Monday, August 4, 2008

Art as Advertisng?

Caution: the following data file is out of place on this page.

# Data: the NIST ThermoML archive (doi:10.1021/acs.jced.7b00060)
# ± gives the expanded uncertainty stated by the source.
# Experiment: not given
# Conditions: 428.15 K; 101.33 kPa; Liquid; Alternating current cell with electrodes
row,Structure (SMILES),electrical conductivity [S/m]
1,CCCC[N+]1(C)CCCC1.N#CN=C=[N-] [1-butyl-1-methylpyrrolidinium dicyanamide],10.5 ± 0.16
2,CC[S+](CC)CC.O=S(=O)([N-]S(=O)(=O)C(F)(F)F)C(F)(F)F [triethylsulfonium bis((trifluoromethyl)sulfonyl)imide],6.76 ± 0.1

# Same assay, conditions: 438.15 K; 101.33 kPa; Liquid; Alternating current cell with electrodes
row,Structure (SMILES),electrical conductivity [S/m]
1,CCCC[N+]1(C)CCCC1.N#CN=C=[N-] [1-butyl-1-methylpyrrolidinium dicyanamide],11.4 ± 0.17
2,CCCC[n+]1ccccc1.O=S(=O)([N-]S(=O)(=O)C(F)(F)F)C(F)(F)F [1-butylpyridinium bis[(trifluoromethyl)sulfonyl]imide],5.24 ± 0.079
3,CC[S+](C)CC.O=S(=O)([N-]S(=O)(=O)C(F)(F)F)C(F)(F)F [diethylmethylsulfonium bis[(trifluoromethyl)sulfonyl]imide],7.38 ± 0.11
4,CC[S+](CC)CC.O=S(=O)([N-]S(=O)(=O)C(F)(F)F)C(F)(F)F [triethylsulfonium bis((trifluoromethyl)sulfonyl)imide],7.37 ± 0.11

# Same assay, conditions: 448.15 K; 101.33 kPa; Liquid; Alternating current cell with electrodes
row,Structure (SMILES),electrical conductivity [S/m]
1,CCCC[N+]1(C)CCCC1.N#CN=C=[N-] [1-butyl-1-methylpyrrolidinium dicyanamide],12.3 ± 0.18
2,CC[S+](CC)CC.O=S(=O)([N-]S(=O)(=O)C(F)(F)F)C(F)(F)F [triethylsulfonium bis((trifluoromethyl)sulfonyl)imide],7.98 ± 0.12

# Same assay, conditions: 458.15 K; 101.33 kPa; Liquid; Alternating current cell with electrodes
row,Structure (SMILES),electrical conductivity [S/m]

I'm not a big fan of "guerrilla" advertising. I think for the most part it comes off as invasive and lacks imagination. Of course there are exceptions, executions that make an immediate connection with the client, service or product being advertised or promoted. Like anyone, I've found myself scouting environments that seem to lend themselves to the product or service being advertised but never once have I ever considered defacing a public work which is why this seemingly new trend of "logo slapping" seems so offensive. In 2005 to mark the Chicago White Sox World Series win, a White Sox hat was placed on the Picasso horse in Dealy Plaza in downtown Chicago. In 2006 another baseball hat was placed on the artist's sculpture to announce baseball week. In March, advertising agency De Pasquale slapped an ad on a public sculpture in Australia. It is unclear as to whether De Pasquale had the artist's permission to do so but in the case of Picasso's sculpture we can pretty much guarantee that they did not. Certainly people would raise objections if someone where to deface a painting in a museum, why is it that the rules change once the art has moved outside? Is it because it was commissioned as a public work? That makes the piece of art as much mine as it is yours. Create your own sculpture and do whatever the hell you want with it but stop vandalizing the work of others.